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Incremental and Differential Backup

AOMEI Post By AOMEI Updated January 15, 2024

AOMEI Backupper offers different backup types, including full, incremental, and differential backups.  When setting up a backup plan for the first time, a full backup is typically performed to ensure the complete backup of all data and systems. Performing incremental or differential backups is essential to optimize the backup process and save storage space. Here are some reasons why it is necessary to execute incremental or differential backups:

Backup efficiency: Full backups involve backing up the entire data set to the target storage device, whereas incremental and differential backups only back up the data that has changed or been added since the last backup. This means that only the modified portions are backed up, significantly reducing the time and resources required for the backup process. Especially when dealing with large data sets, performing a full backup can take a considerable amount of time, whereas incremental or differential backups can be completed much faster.

Storage space savings: Full backups consume a significant amount of storage space, particularly for frequently backed up large data sets. On the other hand, incremental and differential backups only require storage space for the changed portions. By utilizing incremental or differential backups, valuable storage resources can be conserved, extending the lifespan of the backup device.

Backup frequency and flexibility: Incremental and differential backups allow for more frequent backups to capture smaller changes in data. This provides more frequent backup points, enabling you to restore to earlier time points with finer granularity. Depending on the importance and rate of data changes, you can choose the frequency of incremental or differential backups as needed.

Run full, incremental, or differential backups in Windows 10 

AOMEI Backupper supports incremental and differential backups. It provides the flexibility to choose the most suitable backup method based on your specific needs, optimizing the backup process in terms of efficiency and storage utilization.

1. Manually run full, incremental, or differential backups

Once you have created a backup task, you will see this task listed in the Backup Management window. Hover your mouse pointer over this task, select the 3 lines icon and then click "Backup". You will see three options: Full Backup, Incremental Backup, and Differential Backup. The following paragraphs describe the differences among them and can help you select which backup method you need to use.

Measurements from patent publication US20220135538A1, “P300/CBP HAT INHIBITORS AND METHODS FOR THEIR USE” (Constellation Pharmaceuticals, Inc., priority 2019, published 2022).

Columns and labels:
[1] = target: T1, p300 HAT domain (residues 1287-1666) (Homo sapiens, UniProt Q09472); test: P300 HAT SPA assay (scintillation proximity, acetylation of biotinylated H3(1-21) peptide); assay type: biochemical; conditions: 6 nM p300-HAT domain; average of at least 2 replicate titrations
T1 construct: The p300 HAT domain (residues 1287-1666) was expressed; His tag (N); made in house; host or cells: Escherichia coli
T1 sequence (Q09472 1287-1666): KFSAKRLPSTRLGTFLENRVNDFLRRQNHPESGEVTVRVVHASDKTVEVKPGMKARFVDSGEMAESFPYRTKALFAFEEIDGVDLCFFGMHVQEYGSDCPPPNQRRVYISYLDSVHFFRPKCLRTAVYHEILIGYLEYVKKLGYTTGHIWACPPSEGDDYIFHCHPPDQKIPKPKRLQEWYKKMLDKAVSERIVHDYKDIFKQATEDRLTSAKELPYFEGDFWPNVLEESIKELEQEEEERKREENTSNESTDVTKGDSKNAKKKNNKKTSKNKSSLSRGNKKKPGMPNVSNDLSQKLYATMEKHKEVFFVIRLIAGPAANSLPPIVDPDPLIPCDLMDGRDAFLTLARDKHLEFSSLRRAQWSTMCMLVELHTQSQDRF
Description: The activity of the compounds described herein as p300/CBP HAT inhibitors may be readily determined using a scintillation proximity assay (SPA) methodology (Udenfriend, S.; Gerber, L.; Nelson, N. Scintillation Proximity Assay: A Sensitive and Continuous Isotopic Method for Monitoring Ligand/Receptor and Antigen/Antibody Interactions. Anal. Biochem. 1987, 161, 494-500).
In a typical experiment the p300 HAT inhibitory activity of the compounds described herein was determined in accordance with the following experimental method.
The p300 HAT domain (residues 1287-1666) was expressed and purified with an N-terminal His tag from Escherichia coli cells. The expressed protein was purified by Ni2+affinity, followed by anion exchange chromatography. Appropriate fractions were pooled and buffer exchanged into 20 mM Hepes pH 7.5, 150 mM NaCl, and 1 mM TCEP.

Home Incremental Differential

2. Create scheduled full, incremental, or differential backups

If you would like to create a scheduled full, differential, or incremental backup, you can simply check the steps to create a scheduled backup.

Schedule Backup Choose

In the "Backup Scheme" tab of the Schedule window, you can configure the differential, incremental or full backup as the backup method. As a result, the program will run a scheduled full, differential, or incremental backup.

Backup Method

Tips: For detailed backup steps, please refer to How to Do Incremental and Differential Backup.

What is Full, Incremental and Differential Backup?

Full Backup

A full backup takes a snapshot of all the data on the selected folders, partitions or hard disks at the time the backup is performed and saves it to an image file. A full backup is always the basis of any incremental and differential backup. A Full Backup can be used to restore all the files and folders from its image to the state when the image was created.

Once you have performed a Full backup, you can create Incremental and Differential backups. Incremental and Differential backups are much quicker to create than a Full backup of the same data and the images created are smaller.

Incremental Backup

An Incremental backup takes a snapshot only of the changed and newly added files based on the previous related backup, either a full or incremental backup, depending on what was last done. Data that have not changed will not be backed up. Thus, the time and image storage space required for incremental backups are both less than a full backup.

A Full Backup must exist as the start point of a series of incremental backups. A typical set would be in time sequence. All the image files in an incremental backup series share a sequential relationship and data can be recovered to the state when any Incremental Backup was done. If any one of the incremental image files in the sequence is damaged or missing, then subsequent image files will be invalid.

Differential Backup